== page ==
Code:
      @Entity
      @RooJavaBean
      @RooEntity(finders = { "findPeopleByUsername" })
      public class People implements UserDetails {
          @NotNull
          @Size(min = 4, max = 30)
          private String username;
      
          @NotNull
          private String password;
      
          @Enumerated(EnumType.STRING)
          private PersonRole role;
      
          private Boolean enabled;
         @Override
         public Collection<GrantedAuthority> getAuthorities() {
           return Arrays.asList((GrantedAuthority) role);
         }
      
         @Override
         public boolean isAccountNonExpired() {
           return enabled;
         }
      
         @Override
         public boolean isAccountNonLocked() {
           return enabled;
         }
      
         @Override
         public boolean isCredentialsNonExpired() {
           return enabled;
         }
      
         @Override
         public boolean isEnabled() {
           return enabled;
         }
      the last thing here is implement a class that implements UserDetailsService
      Code:
      @Component("userDetailsService")
      public class JpaUserDetailsService implements UserDetailsService {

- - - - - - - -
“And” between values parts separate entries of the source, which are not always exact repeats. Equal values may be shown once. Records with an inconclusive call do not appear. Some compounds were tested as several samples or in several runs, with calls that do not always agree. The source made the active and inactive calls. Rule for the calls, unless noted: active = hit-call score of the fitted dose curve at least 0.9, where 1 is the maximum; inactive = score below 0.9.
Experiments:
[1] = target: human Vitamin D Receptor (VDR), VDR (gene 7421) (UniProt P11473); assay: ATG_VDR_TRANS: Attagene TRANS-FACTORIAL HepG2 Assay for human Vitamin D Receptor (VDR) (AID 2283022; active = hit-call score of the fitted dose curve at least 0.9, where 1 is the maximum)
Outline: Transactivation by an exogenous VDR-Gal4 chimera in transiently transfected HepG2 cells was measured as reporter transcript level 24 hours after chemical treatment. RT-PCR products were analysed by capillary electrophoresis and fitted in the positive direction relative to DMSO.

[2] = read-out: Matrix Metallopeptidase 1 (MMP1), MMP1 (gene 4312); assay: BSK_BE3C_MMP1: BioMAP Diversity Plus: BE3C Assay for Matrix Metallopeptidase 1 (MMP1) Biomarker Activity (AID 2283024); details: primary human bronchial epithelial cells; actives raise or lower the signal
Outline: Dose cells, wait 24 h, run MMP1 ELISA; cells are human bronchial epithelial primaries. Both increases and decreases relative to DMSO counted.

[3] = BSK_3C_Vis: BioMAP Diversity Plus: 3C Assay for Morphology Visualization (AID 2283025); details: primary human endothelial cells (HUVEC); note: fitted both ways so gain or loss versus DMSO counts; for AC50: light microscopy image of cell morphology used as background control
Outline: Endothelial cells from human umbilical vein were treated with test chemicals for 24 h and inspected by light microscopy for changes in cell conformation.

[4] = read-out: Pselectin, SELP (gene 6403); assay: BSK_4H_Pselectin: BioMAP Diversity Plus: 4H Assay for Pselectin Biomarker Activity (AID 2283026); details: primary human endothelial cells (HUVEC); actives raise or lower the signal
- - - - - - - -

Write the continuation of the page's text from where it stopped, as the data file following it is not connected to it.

@Override
      	public UserDetails loadUserByUsername(String username)
      			throws UsernameNotFoundException, DataAccessException {
      		try {
      			return (UserDetails) Person.findPeopleByUsername(username).getSingleResult();
      		} catch (EntityNotFoundException ex) {
      			throw new UsernameNotFoundException(ex.getMessage());
      		}
      	}
      
      }
      and enable it on applicationContext-security
      replace
      Code:
      <authentication-manager alias="authenticationManager">
          	<!-- SHA-256 values can be produced using 'echo -n your_desired_password | sha256sum' (using normal *nix environments) -->
          	<authentication-provider>
      	    	<password-encoder hash="sha-256"/>
      	        <user-service>
      	            <user name="admin" password="8c6976e5b5410415bde908bd4dee15dfb167a9c873fc4bb8a81f6f2ab448a918" authorities="ROLE_ADMIN"/>
      		        <user name="user" password="04f8996da763b7a969b1028ee3007569eaf3a635486ddab211d512c85b9df8fb" authorities="ROLE_USER"/>
      		    </user-service>
          	</authentication-provider>
      	</authentication-manager>
      by
      Code:
       <authentication-manager alias="authenticationManager">
          	<authentication-provider user-service-ref="userDetailsService"/>
       </authentication-manager>
      Up to here you will have the authentication working on the database instead of the pre-defined users on the xml file. It would be a great moment to load users and test it to make sure the auth is working.